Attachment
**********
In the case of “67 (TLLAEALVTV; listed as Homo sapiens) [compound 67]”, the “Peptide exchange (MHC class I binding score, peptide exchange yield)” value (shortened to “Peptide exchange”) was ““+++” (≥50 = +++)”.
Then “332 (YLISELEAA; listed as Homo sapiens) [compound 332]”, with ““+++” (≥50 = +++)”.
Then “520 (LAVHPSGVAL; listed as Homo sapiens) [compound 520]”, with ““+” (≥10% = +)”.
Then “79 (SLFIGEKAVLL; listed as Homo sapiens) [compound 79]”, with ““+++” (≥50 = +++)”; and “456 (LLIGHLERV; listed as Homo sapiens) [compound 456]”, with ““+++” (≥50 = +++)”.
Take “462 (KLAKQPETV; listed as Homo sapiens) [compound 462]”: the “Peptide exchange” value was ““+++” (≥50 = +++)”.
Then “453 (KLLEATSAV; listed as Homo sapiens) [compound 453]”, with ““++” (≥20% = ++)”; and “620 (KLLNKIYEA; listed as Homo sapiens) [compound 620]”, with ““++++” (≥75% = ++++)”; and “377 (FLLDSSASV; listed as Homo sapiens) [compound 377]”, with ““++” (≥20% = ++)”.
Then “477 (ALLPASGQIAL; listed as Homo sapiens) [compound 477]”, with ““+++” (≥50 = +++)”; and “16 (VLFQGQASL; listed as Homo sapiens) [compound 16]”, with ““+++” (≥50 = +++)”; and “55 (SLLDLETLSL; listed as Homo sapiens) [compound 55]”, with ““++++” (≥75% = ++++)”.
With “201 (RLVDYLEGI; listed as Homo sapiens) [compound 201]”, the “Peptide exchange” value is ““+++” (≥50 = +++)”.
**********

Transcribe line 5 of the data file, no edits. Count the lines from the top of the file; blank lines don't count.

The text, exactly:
Take “462 (KLAKQPETV; listed as Homo sapiens) [compound 462]”: the “Peptide exchange” value was ““+++” (≥50 = +++)”.